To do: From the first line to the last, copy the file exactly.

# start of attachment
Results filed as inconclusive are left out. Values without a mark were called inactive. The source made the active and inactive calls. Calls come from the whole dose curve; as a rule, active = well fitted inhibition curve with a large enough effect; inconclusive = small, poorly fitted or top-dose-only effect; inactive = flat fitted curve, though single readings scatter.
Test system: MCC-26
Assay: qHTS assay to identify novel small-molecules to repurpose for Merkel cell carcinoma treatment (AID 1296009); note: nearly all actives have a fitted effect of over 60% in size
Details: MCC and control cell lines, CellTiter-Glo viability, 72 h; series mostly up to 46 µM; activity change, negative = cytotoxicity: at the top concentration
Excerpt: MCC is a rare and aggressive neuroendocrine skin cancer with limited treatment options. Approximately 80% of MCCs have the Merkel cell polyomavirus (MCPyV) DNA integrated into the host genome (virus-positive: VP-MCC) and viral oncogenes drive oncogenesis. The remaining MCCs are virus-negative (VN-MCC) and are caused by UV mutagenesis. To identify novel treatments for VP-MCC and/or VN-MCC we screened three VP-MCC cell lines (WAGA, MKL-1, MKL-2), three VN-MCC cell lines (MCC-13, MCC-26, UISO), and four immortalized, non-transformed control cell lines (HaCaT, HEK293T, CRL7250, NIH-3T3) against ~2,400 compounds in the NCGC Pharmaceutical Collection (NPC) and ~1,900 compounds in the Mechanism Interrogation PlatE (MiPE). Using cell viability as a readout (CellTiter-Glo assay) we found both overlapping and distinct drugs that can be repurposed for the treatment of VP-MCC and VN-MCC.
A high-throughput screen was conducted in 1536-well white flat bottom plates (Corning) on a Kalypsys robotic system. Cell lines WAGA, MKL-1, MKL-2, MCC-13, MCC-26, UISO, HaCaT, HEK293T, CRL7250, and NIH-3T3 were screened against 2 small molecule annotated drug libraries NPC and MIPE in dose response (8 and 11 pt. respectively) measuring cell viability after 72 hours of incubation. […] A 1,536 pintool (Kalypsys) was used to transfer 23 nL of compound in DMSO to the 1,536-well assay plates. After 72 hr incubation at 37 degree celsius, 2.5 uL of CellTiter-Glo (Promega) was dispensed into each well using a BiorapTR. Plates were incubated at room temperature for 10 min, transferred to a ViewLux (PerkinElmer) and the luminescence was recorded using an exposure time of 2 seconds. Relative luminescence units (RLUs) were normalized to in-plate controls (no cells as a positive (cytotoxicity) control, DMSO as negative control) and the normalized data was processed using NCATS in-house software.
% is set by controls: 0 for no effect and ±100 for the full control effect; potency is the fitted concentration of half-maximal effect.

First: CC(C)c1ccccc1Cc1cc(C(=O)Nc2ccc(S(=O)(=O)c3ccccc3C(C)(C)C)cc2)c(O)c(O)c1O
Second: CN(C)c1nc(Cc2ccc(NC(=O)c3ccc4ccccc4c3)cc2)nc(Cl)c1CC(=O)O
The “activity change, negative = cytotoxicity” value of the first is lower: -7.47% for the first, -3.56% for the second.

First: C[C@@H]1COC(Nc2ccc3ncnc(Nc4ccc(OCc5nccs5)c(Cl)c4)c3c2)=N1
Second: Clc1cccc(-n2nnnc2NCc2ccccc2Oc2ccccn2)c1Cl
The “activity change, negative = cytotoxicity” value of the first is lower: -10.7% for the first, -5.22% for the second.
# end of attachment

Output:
Results filed as inconclusive are left out. Values without a mark were called inactive. The source made the active and inactive calls. Calls come from the whole dose curve; as a rule, active = well fitted inhibition curve with a large enough effect; inconclusive = small, poorly fitted or top-dose-only effect; inactive = flat fitted curve, though single readings scatter.
Test system: MCC-26
Assay: qHTS assay to identify novel small-molecules to repurpose for Merkel cell carcinoma treatment (AID 1296009); note: nearly all actives have a fitted effect of over 60% in size
Details: MCC and control cell lines, CellTiter-Glo viability, 72 h; series mostly up to 46 µM; activity change, negative = cytotoxicity: at the top concentration
Excerpt: MCC is a rare and aggressive neuroendocrine skin cancer with limited treatment options. Approximately 80% of MCCs have the Merkel cell polyomavirus (MCPyV) DNA integrated into the host genome (virus-positive: VP-MCC) and viral oncogenes drive oncogenesis. The remaining MCCs are virus-negative (VN-MCC) and are caused by UV mutagenesis. To identify novel treatments for VP-MCC and/or VN-MCC we screened three VP-MCC cell lines (WAGA, MKL-1, MKL-2), three VN-MCC cell lines (MCC-13, MCC-26, UISO), and four immortalized, non-transformed control cell lines (HaCaT, HEK293T, CRL7250, NIH-3T3) against ~2,400 compounds in the NCGC Pharmaceutical Collection (NPC) and ~1,900 compounds in the Mechanism Interrogation PlatE (MiPE). Using cell viability as a readout (CellTiter-Glo assay) we found both overlapping and distinct drugs that can be repurposed for the treatment of VP-MCC and VN-MCC.
A high-throughput screen was conducted in 1536-well white flat bottom plates (Corning) on a Kalypsys robotic system. Cell lines WAGA, MKL-1, MKL-2, MCC-13, MCC-26, UISO, HaCaT, HEK293T, CRL7250, and NIH-3T3 were screened against 2 small molecule annotated drug libraries NPC and MIPE in dose response (8 and 11 pt. respectively) measuring cell viability after 72 hours of incubation. […] A 1,536 pintool (Kalypsys) was used to transfer 23 nL of compound in DMSO to the 1,536-well assay plates. After 72 hr incubation at 37 degree celsius, 2.5 uL of CellTiter-Glo (Promega) was dispensed into each well using a BiorapTR. Plates were incubated at room temperature for 10 min, transferred to a ViewLux (PerkinElmer) and the luminescence was recorded using an exposure time of 2 seconds. Relative luminescence units (RLUs) were normalized to in-plate controls (no cells as a positive (cytotoxicity) control, DMSO as negative control) and the normalized data was processed using NCATS in-house software.
% is set by controls: 0 for no effect and ±100 for the full control effect; potency is the fitted concentration of half-maximal effect.

First: CC(C)c1ccccc1Cc1cc(C(=O)Nc2ccc(S(=O)(=O)c3ccccc3C(C)(C)C)cc2)c(O)c(O)c1O
Second: CN(C)c1nc(Cc2ccc(NC(=O)c3ccc4ccccc4c3)cc2)nc(Cl)c1CC(=O)O
The “activity change, negative = cytotoxicity” value of the first is lower: -7.47% for the first, -3.56% for the second.

First: C[C@@H]1COC(Nc2ccc3ncnc(Nc4ccc(OCc5nccs5)c(Cl)c4)c3c2)=N1
Second: Clc1cccc(-n2nnnc2NCc2ccccc2Oc2ccccn2)c1Cl
The “activity change, negative = cytotoxicity” value of the first is lower: -10.7% for the first, -5.22% for the second.